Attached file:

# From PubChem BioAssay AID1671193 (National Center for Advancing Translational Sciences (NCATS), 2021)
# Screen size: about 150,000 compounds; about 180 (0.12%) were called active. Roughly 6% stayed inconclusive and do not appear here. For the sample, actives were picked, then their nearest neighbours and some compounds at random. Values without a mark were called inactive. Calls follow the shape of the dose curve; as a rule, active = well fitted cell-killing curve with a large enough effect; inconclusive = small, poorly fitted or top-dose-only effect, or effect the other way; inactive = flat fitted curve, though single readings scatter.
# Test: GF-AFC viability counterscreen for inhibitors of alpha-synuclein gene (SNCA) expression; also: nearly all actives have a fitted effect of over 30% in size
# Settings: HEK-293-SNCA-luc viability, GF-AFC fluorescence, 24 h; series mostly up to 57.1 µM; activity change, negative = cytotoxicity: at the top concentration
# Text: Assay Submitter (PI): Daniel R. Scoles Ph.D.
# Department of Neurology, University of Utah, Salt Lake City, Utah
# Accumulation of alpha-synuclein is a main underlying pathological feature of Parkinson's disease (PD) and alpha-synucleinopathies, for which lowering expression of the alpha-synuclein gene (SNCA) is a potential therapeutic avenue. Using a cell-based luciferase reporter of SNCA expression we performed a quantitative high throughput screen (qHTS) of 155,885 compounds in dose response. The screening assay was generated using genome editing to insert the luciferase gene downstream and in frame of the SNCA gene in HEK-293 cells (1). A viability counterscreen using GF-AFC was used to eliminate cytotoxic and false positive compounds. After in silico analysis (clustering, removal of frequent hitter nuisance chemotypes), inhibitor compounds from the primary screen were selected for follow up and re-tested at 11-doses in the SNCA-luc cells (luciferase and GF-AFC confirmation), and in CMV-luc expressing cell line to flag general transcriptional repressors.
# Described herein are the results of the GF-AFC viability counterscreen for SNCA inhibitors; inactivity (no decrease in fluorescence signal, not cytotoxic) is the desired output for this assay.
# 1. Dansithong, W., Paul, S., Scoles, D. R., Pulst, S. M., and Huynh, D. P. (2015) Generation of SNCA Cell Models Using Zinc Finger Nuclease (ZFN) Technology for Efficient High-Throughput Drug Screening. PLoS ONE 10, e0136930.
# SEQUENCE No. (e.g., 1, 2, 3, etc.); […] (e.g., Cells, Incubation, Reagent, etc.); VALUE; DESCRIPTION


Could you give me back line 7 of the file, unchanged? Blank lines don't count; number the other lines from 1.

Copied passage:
# Accumulation of alpha-synuclein is a main underlying pathological feature of Parkinson's disease (PD) and alpha-synucleinopathies, for which lowering expression of the alpha-synuclein gene (SNCA) is a potential therapeutic avenue. Using a cell-based luciferase reporter of SNCA expression we performed a quantitative high throughput screen (qHTS) of 155,885 compounds in dose response. The screening assay was generated using genome editing to insert the luciferase gene downstream and in frame of the SNCA gene in HEK-293 cells (1). A viability counterscreen using GF-AFC was used to eliminate cytotoxic and false positive compounds. After in silico analysis (clustering, removal of frequent hitter nuisance chemotypes), inhibitor compounds from the primary screen were selected for follow up and re-tested at 11-doses in the SNCA-luc cells (luciferase and GF-AFC confirmation), and in CMV-luc expressing cell line to flag general transcriptional repressors.